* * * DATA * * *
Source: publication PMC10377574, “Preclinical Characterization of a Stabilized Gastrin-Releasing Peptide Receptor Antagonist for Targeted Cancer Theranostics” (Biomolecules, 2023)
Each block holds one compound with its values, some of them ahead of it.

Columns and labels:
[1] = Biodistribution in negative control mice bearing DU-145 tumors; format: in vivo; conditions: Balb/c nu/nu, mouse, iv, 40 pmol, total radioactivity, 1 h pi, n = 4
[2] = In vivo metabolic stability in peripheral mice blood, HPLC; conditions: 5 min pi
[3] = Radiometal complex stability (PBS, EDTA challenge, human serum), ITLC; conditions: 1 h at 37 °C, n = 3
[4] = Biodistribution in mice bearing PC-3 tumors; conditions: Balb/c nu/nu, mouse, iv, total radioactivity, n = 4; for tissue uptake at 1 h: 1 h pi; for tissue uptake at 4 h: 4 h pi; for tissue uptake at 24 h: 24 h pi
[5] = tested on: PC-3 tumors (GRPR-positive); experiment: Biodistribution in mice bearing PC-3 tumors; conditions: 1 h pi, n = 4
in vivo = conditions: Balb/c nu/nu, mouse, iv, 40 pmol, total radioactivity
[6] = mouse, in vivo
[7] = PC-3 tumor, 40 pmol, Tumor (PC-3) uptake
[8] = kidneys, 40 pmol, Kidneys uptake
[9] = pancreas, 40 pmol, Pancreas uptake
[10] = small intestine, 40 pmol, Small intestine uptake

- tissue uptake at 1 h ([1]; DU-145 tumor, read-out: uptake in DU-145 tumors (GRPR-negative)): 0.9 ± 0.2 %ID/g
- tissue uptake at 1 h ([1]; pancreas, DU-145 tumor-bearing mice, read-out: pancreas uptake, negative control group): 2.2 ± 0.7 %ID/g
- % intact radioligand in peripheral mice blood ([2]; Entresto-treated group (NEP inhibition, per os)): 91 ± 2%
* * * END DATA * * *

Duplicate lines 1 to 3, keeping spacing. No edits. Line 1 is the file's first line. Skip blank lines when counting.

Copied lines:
Source: publication PMC10377574, “Preclinical Characterization of a Stabilized Gastrin-Releasing Peptide Receptor Antagonist for Targeted Cancer Theranostics” (Biomolecules, 2023)
Each block holds one compound with its values, some of them ahead of it.

Columns and labels: